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Sacred cows taste the best, and I wish more writers had a thing for sacred cows the way Lavie Tidhar does.

I wasn’t quite sure what to make Tidhar’s recent novel, Osama.  Was it a mystery? Parallel world noir? A dream like mirror?  Lavie Tidhar writes like he’s never heard of genre labels, and that is a good thing. Ever see the movie Dark City?  In texture, Osama reminded me a little it of that, but only a little.

Private detective Joe is on a new case. He’s been hired to find the reclusive author Mike Longshott, who just happens to be the author of Joe’s favorite pulp series, the Osama Bin Laden Vigilante series. Throughout Osama we get snippets of the Longshott books – mediocre pulpy writing with too much detail about people and places and weapons and times and carbombs, all those details that so many of us have desperately tried to live in denial of.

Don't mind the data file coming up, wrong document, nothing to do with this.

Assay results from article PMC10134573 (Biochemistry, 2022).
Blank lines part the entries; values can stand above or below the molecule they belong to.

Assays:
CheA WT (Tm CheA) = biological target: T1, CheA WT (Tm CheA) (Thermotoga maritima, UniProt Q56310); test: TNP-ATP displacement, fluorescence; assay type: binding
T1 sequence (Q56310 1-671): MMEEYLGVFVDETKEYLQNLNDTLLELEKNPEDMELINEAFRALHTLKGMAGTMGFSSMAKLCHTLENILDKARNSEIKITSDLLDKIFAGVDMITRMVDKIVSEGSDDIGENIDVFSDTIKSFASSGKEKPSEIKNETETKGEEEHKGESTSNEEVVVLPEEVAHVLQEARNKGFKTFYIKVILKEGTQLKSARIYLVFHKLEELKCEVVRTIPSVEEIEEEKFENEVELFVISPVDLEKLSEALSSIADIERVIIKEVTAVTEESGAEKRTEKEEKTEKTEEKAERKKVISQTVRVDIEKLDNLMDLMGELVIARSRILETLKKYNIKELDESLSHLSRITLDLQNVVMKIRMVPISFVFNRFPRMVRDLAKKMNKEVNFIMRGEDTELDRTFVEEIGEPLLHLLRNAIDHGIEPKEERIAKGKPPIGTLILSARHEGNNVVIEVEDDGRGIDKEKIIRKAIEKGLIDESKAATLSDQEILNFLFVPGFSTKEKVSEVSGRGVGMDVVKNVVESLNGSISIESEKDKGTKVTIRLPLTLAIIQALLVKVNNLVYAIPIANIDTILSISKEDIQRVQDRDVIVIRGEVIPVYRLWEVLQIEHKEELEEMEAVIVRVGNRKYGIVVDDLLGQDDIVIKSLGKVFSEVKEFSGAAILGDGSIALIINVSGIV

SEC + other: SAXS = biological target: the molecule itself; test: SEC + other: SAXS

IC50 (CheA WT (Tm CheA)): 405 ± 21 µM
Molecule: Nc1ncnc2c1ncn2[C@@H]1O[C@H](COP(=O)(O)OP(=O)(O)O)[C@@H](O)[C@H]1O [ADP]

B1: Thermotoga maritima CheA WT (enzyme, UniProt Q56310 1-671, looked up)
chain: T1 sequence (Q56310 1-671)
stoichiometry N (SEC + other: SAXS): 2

Joe’s world is not our world. In Joe’s world, terrorism does not exist. Carbombs, cell phones, unmanned drones, none of these things exist. Longshott’s books are seen as sensational garbage pulp, sold alongside cheap sexploitation novels.  From Southeast Asia to Western Europe, from market stalls to dusty bookstores  who specialize in “that kind of thing”, Joe gets closer to the truth.  Between seedy hotels and filthy taverns, Tidhar subtly hints that although this isn’t our world, something, or some one, is leaking through.

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Low Town (UK: The Straight Razor Cure), by Daniel Polansky

Published in Aug 2011

Where I got it: received review copy from the nice people at Doubleday/Random House

Visit DanielPolansky.com for more info

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review, the quick version: